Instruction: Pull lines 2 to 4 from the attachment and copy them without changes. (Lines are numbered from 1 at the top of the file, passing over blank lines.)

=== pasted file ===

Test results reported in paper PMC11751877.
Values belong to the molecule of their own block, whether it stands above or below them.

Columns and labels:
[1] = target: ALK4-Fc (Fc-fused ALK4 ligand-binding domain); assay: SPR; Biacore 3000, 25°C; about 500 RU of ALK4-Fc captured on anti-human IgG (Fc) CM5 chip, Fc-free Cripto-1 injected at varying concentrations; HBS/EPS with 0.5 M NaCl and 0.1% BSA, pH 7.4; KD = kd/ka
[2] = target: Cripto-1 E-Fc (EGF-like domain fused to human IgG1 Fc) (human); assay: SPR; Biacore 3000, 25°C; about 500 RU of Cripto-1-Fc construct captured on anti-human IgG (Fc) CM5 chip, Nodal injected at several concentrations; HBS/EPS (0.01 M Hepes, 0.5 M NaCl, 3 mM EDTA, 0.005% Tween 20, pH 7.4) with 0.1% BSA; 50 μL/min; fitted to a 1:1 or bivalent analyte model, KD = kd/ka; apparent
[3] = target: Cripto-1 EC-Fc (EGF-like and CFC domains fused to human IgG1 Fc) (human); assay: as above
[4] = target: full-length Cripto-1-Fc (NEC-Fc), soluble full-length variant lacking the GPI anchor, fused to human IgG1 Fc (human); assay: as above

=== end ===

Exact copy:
Values belong to the molecule of their own block, whether it stands above or below them.

Columns and labels:
[1] = target: ALK4-Fc (Fc-fused ALK4 ligand-binding domain); assay: SPR; Biacore 3000, 25°C; about 500 RU of ALK4-Fc captured on anti-human IgG (Fc) CM5 chip, Fc-free Cripto-1 injected at varying concentrations; HBS/EPS with 0.5 M NaCl and 0.1% BSA, pH 7.4; KD = kd/ka